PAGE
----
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Fishbowl view of seven young Russians spawns tempest

Is Moscow's first reality TV show a cultural mirror or pornography?

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Russia's first experiment in reality TV has won mega-ratings, but that's nothing compared to the storm of social debate it has triggered.

The racy "Behind the Glass," which ended its run over the weekend, locked seven young Russians into a glass apartment for 34 days, with viewers voting out one participant each week.

Critics, including the powerful Russian Orthodox Church, have called the show everything from pornography to badly-acted farce. But the producers say the show is merely a mirror held up to the post-Soviet generation of Russian youth.

The show's 20-somethings had audiences agape at their unfettered conversation, angry quarrels, and sexual display.

"We find people divided almost equally over the morality of showing such things on TV," says Yelena Bashkirova, director of the independent ROMIR agency, which surveyed public opinion on the program. "But almost everyone seems to have watched it."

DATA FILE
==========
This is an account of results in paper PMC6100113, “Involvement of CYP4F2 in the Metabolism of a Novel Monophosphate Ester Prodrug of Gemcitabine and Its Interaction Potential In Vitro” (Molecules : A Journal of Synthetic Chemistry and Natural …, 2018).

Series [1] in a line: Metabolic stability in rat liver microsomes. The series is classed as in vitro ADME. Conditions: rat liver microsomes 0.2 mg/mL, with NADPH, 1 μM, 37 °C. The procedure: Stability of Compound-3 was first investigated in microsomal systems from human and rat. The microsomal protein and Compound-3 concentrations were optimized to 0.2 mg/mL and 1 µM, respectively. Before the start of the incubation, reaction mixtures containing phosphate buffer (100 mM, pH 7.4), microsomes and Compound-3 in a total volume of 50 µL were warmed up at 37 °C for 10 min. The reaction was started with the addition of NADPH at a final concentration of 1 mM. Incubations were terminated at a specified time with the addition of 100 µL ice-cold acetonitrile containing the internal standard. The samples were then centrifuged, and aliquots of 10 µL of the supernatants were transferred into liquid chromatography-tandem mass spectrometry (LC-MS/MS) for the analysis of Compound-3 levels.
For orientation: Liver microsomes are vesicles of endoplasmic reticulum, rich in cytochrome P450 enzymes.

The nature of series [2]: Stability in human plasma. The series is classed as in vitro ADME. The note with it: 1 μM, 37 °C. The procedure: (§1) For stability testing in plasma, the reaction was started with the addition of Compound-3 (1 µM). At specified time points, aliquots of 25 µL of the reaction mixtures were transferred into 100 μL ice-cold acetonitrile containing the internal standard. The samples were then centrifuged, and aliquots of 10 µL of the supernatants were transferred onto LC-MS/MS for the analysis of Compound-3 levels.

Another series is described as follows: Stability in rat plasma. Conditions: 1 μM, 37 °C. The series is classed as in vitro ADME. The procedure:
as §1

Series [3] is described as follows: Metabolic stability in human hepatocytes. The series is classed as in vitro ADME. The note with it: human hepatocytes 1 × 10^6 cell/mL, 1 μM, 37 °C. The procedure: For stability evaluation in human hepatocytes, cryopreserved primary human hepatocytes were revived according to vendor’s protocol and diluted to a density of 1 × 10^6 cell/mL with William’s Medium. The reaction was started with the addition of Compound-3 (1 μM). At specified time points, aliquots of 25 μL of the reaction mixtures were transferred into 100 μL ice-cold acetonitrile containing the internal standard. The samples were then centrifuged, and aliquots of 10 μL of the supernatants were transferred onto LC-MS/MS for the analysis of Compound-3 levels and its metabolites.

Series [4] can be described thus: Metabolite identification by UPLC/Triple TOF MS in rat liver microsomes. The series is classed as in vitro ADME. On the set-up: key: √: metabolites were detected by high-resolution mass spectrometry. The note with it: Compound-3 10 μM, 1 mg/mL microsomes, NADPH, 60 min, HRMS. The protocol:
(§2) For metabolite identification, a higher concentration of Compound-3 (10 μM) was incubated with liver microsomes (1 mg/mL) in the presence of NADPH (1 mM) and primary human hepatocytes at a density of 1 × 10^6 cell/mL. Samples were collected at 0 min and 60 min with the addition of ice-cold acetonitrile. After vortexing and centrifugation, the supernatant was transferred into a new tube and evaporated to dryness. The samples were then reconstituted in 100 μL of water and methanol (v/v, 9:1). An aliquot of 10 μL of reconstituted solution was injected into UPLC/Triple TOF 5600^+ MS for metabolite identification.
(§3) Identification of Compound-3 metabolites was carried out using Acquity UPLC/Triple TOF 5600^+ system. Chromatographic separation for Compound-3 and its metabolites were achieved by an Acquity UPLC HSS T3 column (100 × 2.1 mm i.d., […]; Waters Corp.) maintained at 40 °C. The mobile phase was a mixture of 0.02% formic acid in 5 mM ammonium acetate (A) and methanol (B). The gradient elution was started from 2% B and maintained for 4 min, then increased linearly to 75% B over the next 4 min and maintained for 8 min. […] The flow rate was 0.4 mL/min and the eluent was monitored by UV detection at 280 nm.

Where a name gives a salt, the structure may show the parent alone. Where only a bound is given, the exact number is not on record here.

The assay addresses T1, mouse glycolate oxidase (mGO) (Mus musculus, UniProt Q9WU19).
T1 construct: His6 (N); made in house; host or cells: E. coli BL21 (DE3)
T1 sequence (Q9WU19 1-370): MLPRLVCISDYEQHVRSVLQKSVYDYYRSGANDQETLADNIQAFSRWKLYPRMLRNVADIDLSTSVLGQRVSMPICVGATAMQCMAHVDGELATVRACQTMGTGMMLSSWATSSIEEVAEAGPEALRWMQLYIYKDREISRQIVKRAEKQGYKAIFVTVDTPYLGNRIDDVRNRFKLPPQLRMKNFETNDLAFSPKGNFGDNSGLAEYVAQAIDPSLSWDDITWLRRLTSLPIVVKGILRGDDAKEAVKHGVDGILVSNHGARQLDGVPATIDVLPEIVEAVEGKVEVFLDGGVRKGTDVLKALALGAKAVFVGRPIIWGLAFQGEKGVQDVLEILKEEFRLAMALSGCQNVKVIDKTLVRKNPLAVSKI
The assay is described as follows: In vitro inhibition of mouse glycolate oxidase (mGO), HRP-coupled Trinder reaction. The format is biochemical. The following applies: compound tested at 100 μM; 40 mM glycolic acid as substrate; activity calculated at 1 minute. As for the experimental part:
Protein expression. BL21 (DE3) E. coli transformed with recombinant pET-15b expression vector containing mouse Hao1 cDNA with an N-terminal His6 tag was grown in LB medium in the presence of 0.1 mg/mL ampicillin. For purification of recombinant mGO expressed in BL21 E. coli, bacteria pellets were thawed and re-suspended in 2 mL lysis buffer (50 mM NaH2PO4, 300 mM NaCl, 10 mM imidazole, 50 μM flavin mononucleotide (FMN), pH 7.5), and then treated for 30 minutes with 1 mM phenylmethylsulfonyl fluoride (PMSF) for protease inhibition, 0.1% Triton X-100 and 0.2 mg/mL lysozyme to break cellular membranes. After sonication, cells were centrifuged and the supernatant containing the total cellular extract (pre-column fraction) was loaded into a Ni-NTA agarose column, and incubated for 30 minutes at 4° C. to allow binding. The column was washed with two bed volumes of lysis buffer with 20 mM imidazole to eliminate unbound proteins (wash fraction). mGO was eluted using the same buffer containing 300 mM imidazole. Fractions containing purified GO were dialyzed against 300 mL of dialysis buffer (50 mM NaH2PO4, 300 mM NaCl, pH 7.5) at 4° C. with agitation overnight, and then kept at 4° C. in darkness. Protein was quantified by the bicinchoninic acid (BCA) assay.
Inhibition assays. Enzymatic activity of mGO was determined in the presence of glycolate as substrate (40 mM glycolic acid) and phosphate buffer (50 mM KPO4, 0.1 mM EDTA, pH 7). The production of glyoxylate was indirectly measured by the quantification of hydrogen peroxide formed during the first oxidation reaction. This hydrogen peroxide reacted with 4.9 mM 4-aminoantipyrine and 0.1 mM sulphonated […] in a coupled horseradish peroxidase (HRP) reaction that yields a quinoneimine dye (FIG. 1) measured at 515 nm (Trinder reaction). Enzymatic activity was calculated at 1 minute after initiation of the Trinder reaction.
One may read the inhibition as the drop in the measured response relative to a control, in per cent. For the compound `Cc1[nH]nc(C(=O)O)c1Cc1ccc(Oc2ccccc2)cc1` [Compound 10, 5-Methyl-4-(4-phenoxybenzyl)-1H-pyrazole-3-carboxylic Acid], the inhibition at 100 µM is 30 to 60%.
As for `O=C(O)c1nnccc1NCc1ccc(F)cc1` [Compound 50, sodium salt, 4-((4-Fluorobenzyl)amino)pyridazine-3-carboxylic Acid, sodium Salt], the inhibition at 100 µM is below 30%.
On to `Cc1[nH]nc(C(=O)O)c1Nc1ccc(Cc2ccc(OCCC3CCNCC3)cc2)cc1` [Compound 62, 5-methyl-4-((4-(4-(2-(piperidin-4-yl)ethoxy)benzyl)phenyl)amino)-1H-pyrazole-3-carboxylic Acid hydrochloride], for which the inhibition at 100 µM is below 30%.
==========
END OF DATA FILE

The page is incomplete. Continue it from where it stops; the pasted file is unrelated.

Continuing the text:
The penchant of two female participants for running around the apartment semi-nude sparked angry letters to newspapers and heated talk show discussion.

"This show has opened some issues about what is appropriate on TV, and when, which are very similar to long-standing controversies in the West," says Yury Podtserkovsky, an analyst with the Komkon marketing agency. "This is a clear sign that Russia has entered the market world."

Excerpts were broadcast four times a day, including prime time, and viewers could watch 24 hours a day on a website.

"I find this much more interesting than soap opera, because it's real," says music student Maria Plisetskaya. But schoolteacher Svetlana Khmelnikova called the show a "poor quality soap opera."

Director Grigory Lubomirov acknowledges that the success of such hits as "Survivor" in the US led him to persuade Russia's independent TV-6 network to take a chance on "Behind the Glass." But he insists that his inspiration came from a Soviet-era novel by Yevgeny Zamyatin, who wrote of a futuristic society in which everyone lived in glass houses with no way to conceal even their most intimate actions from a watching world. "This was deep sociological and psychological research," says Mr. Lubomirov. "And we have learned that the older generation of Russians do not understand the first free generation of Russian kids at all."

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